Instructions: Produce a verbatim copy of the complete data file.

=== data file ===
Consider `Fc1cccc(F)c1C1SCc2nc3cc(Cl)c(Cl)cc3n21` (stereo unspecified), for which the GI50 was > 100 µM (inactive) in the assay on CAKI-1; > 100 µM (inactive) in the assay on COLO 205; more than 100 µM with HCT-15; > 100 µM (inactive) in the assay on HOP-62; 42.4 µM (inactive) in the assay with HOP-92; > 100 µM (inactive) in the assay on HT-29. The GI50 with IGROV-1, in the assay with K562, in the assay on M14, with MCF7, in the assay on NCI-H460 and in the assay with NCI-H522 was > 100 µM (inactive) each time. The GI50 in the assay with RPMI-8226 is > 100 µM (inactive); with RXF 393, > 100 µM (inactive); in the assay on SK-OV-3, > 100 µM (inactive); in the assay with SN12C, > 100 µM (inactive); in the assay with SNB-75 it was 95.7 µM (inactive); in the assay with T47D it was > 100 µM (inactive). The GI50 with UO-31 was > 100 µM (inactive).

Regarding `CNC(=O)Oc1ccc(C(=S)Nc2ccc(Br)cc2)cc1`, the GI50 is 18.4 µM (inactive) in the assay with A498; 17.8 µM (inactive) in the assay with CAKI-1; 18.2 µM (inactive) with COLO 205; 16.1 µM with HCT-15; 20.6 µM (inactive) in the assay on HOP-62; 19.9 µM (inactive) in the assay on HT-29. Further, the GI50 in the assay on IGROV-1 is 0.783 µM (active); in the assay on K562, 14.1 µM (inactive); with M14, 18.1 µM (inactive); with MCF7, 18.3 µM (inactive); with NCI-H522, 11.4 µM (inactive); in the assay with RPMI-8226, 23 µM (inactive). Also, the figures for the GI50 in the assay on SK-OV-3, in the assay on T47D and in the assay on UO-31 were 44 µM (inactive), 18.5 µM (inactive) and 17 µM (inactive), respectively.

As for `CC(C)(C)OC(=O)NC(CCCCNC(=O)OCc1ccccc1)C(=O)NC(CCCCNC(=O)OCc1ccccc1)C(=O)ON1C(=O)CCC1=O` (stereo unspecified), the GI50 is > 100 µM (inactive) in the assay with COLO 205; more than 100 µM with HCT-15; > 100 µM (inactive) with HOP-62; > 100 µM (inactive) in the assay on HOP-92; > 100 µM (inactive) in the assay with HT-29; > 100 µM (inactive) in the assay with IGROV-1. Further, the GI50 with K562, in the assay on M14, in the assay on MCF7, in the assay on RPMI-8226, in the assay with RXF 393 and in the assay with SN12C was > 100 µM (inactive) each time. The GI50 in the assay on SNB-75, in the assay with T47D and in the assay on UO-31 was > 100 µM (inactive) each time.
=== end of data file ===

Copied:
Consider `Fc1cccc(F)c1C1SCc2nc3cc(Cl)c(Cl)cc3n21` (stereo unspecified), for which the GI50 was > 100 µM (inactive) in the assay on CAKI-1; > 100 µM (inactive) in the assay on COLO 205; more than 100 µM with HCT-15; > 100 µM (inactive) in the assay on HOP-62; 42.4 µM (inactive) in the assay with HOP-92; > 100 µM (inactive) in the assay on HT-29. The GI50 with IGROV-1, in the assay with K562, in the assay on M14, with MCF7, in the assay on NCI-H460 and in the assay with NCI-H522 was > 100 µM (inactive) each time. The GI50 in the assay with RPMI-8226 is > 100 µM (inactive); with RXF 393, > 100 µM (inactive); in the assay on SK-OV-3, > 100 µM (inactive); in the assay with SN12C, > 100 µM (inactive); in the assay with SNB-75 it was 95.7 µM (inactive); in the assay with T47D it was > 100 µM (inactive). The GI50 with UO-31 was > 100 µM (inactive).

Regarding `CNC(=O)Oc1ccc(C(=S)Nc2ccc(Br)cc2)cc1`, the GI50 is 18.4 µM (inactive) in the assay with A498; 17.8 µM (inactive) in the assay with CAKI-1; 18.2 µM (inactive) with COLO 205; 16.1 µM with HCT-15; 20.6 µM (inactive) in the assay on HOP-62; 19.9 µM (inactive) in the assay on HT-29. Further, the GI50 in the assay on IGROV-1 is 0.783 µM (active); in the assay on K562, 14.1 µM (inactive); with M14, 18.1 µM (inactive); with MCF7, 18.3 µM (inactive); with NCI-H522, 11.4 µM (inactive); in the assay with RPMI-8226, 23 µM (inactive). Also, the figures for the GI50 in the assay on SK-OV-3, in the assay on T47D and in the assay on UO-31 were 44 µM (inactive), 18.5 µM (inactive) and 17 µM (inactive), respectively.

As for `CC(C)(C)OC(=O)NC(CCCCNC(=O)OCc1ccccc1)C(=O)NC(CCCCNC(=O)OCc1ccccc1)C(=O)ON1C(=O)CCC1=O` (stereo unspecified), the GI50 is > 100 µM (inactive) in the assay with COLO 205; more than 100 µM with HCT-15; > 100 µM (inactive) with HOP-62; > 100 µM (inactive) in the assay on HOP-92; > 100 µM (inactive) in the assay with HT-29; > 100 µM (inactive) in the assay with IGROV-1. Further, the GI50 with K562, in the assay on M14, in the assay on MCF7, in the assay on RPMI-8226, in the assay with RXF 393 and in the assay with SN12C was > 100 µM (inactive) each time. The GI50 in the assay on SNB-75, in the assay with T47D and in the assay on UO-31 was > 100 µM (inactive) each time.